Harvest Goes High-Tech
If you’ve ever trailed behind a tractor on a country road at 15 miles an hour (quite likely around about now at harvest time) and mentally cursed the farmer causing the delay, you’re not alone. But if you’re looking forward to a roast dinner this weekend – 1.4 billion roast dinners were consumed in the UK last year according to Kantar Worldpanel – then you should hang your head in shame right now.
Food and drink manufacturing is the UK’s largest single manufacturing sector, contributing almost 7% of GVA, and 73% of indigenous food types were grown here (60% of food overall)1. Which means Farmer Giles was in all likelihood responsible for at least part of what’s on your plate at the carvery. And if you think the industry is as low-tech and slow-paced as his tractor, you couldn’t be more wrong…
Food production is a pretty high tech business these days, and it needs to be. Self-sufficiency is an important indicator of economic resilience, especially for island nations like the UK and Ireland. It stands to reason that being reliant on other nations for something as basic as food isn’t a recipe for success and could be a cause of indigestion in times of economic uncertainty.
But food production isn’t as straightforward as sowing a few seeds or installing a chicken coop and hoping for the best. As well as battling our somewhat erratic climate, the food industry has been at the frontline of a number of other issues in recent years, ranging from chronic staff shortages to public health scares and supply chain scandals (anyone for a horse meat burger?).
Which is why this year’s harvest is almost certainly being helped along the way with connected technology and by the time your roast dinner is served, it’ll have a digital footprint the size of a Yeti.
From field to fork, the food manufacturing industry is rapidly becoming connected via the Internet of Things (IoT). We increasingly see smart factories and digital transformation in retail. But at every stage of the food supply chain, the ‘things’ that ultimately ensure our favourite meals are served in tip-top condition are now being fitted with chips, sensors and readers that can drive intelligent analysis and timely action.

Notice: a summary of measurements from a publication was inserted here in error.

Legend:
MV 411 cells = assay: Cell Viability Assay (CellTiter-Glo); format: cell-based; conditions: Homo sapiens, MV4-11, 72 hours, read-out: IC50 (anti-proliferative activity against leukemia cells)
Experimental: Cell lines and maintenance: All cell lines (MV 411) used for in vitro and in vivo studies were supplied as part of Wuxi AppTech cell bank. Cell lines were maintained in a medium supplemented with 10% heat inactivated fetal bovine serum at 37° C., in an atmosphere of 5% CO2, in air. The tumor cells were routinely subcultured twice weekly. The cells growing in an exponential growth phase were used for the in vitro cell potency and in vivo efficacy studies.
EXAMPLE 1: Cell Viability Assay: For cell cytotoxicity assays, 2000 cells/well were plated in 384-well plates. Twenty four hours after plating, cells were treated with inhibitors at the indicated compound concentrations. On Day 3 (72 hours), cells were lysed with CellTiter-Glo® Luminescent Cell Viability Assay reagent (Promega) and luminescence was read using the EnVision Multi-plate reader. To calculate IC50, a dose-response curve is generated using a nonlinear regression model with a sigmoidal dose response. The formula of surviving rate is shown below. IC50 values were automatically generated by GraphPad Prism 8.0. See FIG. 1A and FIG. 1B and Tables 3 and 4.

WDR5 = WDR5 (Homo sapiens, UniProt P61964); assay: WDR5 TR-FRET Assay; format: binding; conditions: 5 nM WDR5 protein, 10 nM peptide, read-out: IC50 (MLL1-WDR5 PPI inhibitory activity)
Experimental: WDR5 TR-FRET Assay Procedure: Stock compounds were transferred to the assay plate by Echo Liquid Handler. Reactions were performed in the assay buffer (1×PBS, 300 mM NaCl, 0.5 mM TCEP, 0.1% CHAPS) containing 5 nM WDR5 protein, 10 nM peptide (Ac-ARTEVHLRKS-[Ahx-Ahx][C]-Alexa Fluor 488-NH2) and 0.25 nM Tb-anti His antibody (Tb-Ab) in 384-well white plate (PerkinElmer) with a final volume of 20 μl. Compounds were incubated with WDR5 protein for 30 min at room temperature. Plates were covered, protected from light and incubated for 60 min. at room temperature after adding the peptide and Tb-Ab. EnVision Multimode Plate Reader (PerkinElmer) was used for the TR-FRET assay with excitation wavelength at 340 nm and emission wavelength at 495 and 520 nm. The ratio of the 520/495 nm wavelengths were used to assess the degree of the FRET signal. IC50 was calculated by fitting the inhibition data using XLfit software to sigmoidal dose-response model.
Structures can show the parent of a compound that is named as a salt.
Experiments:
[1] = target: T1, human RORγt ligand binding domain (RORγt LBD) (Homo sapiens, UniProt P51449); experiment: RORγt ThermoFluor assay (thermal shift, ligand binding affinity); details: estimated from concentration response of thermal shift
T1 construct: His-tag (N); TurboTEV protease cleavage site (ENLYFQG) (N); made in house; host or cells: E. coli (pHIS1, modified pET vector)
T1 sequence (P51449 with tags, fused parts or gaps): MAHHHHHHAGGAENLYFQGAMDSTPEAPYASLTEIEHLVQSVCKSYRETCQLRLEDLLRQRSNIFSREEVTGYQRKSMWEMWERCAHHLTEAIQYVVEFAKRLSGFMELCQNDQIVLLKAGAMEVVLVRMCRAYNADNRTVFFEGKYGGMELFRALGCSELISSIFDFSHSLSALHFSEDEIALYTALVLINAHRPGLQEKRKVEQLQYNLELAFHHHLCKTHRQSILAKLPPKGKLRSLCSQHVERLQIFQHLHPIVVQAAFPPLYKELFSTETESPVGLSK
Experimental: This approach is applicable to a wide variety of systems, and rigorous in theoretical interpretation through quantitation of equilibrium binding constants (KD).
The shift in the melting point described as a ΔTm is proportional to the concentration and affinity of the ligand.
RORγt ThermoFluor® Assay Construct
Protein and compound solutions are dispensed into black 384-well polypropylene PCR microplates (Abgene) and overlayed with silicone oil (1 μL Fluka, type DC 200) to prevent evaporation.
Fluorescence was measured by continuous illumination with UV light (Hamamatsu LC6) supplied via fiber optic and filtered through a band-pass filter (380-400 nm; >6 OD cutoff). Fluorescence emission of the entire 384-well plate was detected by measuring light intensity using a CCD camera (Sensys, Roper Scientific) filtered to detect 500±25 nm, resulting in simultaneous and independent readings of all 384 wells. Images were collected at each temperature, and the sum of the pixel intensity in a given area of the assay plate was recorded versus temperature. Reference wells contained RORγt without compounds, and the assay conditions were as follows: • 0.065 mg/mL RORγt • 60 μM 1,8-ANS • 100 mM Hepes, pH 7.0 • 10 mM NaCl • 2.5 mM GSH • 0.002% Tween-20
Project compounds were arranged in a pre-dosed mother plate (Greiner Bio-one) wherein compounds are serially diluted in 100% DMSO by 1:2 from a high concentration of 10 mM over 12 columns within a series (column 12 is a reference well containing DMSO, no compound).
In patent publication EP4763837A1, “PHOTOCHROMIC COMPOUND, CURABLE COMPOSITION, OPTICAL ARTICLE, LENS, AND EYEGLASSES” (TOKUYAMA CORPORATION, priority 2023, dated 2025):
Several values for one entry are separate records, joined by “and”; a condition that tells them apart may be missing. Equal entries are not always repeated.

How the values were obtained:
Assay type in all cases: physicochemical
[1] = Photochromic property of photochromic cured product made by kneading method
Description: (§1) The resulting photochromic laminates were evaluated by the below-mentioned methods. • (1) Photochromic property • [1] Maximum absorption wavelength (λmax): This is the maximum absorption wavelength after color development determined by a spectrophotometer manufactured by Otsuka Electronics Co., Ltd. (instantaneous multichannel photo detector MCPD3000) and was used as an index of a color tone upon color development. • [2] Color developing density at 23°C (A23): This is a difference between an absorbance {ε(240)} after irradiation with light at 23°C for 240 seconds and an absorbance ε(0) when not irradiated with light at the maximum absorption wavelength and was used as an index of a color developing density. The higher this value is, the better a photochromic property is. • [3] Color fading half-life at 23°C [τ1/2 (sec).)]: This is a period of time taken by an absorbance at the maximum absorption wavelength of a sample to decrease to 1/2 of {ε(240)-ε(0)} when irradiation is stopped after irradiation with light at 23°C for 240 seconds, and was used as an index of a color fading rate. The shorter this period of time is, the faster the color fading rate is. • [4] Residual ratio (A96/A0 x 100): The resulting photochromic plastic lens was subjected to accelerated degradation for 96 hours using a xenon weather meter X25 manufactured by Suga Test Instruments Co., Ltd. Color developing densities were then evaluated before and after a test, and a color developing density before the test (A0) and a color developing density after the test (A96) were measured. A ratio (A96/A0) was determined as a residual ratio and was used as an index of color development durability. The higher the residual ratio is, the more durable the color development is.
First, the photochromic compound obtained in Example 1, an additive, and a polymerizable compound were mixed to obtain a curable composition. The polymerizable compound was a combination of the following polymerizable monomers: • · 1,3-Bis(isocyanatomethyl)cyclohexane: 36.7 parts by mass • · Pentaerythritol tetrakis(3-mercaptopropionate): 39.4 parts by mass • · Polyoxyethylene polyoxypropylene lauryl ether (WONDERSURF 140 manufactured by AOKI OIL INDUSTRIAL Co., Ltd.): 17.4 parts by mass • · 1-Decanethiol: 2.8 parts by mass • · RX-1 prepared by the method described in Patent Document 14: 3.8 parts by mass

These are just a few examples of how IoT is driving change across the industry:
- Monitoring crop nutrients via remote sensors enables farmers to alter the maturity rate or colour of the crop production
- Control of environmental factors such as temperature, and production processes to avoid contamination, with alerts for non-compliance, ensure adherence to strict industry regulations designed to make sure our food is safe
- Checks on the freshness of fresh produce in supermarkets using video analytics to detect deterioration in the physical appearance
- Track-and-trace down to individual item level enables consumers to see at-a-glance the provenance of their food and help producers combat counterfeiting
Toast to the roast
These are just a few examples of how IoT is helping to ensure your Sunday lunch is never served without all the trimmings and your fry-up has travelled less miles than Judith Chalmers. And innovation is ongoing – for example, the industry is working on how to further secure the food chain using RFID and automate the process of alerting stores and consumers when a recall is necessary. So, next time you’re stuck behind a tractor on a country road, try to be a little patient. This is probably the only part of food production that’s slow-paced these days.
1 Guide to British Food & Farming – Love British Food
- Read how Cisco customer and pasta maestro Barilla used IoT technology to demonstrate provenance to their customers
- Watch our video on how digital technology is transforming manufacturing
- Sign up to the Cisco UK & Ireland blog to make sure you don’t miss the next in the series
- Visit our Manufacturing industry page to read more about Cisco solutions for manufacturers